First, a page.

Ann Quinlan-Colwell, PhD, APN
As we enter this last year of the second decade of the 21st century, clinicians working with patients who experience pain confront the challenge of providing safe and effective pain management while facing numerous barriers to doing so. During the past few years pain management in the US has been dramatically affected by the opioid crisis. This is true for patients and clinicians alike. It is tempting to lament the resultant changes, barriers and difficulties; however, without appropriate action such lamenting will only deter from working to improve pain management options and care.
As I prepare to assume the presidency of the Southern Pain Society, I encourage us to set a goal to renew/redesign our efforts to optimize safe and effective pain management for all people experiencing pain. An initial three-layered effort toward accomplishing this goal is to (1) clarify the barriers/issues that exist, (2) assess what is involved with them and (3) identify strategies to meet the challenges. Although there are numerous challenges, barriers and issues, I suggest we address the following during 2019.
First, the current focus to develop standardized approaches, assessment, and plans of care is appropriate and effective when working with patients with many clinical diagnoses and conditions. However, the challenge of utilizing a single standardized approach for managing all patients with pain is that pain is a highly complex and personal experience with a wide range of potential etiologies and complicating factors. Trying to use a standardized plan of care for all patients, even those with similar diagnoses, is like issuing a single sized uniform to all employees working at an organization regardless of individual body size or measurement. Pain management clinicians are challenged to educate and advocate organization administrators and health care colleagues to adopt patient specific multimodal approaches for managing pain.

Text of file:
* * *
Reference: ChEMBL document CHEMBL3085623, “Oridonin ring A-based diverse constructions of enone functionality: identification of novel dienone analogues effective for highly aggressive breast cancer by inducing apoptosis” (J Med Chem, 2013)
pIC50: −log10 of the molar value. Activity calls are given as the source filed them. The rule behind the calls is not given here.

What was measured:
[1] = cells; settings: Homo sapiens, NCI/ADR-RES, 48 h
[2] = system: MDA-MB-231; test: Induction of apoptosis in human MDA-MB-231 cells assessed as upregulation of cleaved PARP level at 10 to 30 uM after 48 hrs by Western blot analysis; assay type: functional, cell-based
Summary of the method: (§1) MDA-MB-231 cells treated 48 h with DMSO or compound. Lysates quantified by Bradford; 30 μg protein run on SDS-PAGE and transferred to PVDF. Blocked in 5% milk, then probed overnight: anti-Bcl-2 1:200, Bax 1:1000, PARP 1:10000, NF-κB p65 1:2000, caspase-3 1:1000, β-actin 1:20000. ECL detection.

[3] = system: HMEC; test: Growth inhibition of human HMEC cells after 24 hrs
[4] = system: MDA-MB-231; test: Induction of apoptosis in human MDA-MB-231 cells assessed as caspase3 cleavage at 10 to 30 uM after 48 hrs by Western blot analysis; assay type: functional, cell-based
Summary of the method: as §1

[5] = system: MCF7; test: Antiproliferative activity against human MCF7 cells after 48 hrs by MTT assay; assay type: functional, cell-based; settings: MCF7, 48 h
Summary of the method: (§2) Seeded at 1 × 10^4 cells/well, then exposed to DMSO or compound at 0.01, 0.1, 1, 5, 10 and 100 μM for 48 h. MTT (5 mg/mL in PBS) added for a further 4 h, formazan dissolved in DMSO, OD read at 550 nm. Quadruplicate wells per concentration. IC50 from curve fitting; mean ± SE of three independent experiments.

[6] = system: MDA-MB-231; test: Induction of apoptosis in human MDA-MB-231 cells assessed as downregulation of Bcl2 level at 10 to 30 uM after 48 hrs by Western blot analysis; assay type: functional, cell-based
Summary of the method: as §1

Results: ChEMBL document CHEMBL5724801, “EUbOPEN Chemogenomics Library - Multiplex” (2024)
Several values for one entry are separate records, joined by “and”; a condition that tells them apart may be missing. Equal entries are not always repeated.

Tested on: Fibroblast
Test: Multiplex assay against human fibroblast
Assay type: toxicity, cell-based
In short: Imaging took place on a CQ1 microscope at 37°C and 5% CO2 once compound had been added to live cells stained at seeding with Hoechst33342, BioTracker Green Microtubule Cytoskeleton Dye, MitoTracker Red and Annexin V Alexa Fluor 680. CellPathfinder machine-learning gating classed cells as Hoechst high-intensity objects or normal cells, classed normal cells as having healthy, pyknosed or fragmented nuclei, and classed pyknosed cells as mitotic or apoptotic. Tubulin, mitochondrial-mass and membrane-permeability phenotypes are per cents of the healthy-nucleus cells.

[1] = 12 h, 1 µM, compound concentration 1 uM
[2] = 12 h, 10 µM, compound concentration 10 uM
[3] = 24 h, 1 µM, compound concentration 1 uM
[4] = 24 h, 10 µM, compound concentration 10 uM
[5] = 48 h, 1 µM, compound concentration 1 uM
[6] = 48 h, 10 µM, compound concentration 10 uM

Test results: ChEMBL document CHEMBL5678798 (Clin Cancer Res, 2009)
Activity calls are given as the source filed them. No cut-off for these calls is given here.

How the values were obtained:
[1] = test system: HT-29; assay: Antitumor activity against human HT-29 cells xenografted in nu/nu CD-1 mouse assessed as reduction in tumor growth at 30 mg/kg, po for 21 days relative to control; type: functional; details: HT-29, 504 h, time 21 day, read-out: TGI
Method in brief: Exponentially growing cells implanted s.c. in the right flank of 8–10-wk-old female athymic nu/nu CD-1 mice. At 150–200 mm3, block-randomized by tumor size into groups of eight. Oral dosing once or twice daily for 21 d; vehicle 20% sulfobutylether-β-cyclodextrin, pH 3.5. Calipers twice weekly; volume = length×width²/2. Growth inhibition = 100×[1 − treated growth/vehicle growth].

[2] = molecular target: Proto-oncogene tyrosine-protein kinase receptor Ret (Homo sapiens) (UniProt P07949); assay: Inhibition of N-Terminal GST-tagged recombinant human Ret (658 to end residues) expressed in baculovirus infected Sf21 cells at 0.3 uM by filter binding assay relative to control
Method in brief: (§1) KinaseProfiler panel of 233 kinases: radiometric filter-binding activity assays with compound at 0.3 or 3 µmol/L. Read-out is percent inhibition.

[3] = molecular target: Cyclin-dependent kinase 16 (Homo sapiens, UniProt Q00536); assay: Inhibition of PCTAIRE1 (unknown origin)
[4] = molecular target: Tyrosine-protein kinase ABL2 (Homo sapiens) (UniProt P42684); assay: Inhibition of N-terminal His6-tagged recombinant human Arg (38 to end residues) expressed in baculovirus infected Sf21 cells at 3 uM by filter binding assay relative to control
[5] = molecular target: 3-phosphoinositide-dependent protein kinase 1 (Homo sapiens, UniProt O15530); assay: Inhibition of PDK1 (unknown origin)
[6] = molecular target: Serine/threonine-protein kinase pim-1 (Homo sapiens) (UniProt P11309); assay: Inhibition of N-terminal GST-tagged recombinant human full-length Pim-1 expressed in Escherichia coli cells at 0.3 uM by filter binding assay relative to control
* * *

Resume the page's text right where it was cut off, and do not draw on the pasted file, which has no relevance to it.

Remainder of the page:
A second need is to provide accurate education regarding the various recent pain management guidelines. It is imperative to understand that guidelines are simply “an indication or outline of policy or conduct” (Meriam Webster, 2018). Thus, they are not mandates for prescription or rules or recipes for every patient experiencing pain. Rather, the guidelines are intended to provide guidance for clinicians when using professional assessment and critical thinking skills to provide optimal pain management for each person experiencing pain.
An effective way to use guidelines is to incorporate them with ethical practice and the individual patient needs. The numerous patients who have been managing chronic pain for months or years with prescription opioids, need careful assessment. Many patients who live with chronic pain have learned that certain opioids “are the only thing that helps my pain.” Past experiences and the fear of pain may be paralyzing for such patients. Regardless of what any guideline may outline, if continuation of the opioid supports an individual to function at the highest level possible with minimal or no side effects, continuing the opioids at effective but not excessive dosing is ethically appropriate. In such a case continuation of opioids supports autonomy of the patient while doing good and doing no harm, compared to discontinuation of the opioid causing deterioration of function and quality of life. If, however, another person is concerned about opioid use and wants “to get off them” the clinician has the ethical responsibility to work with the person to utilize a multimodal approach to manage pain and reasonably taper opioids. Caring for such a patient in that way also respects autonomy of the patient while doing good and doing no harm.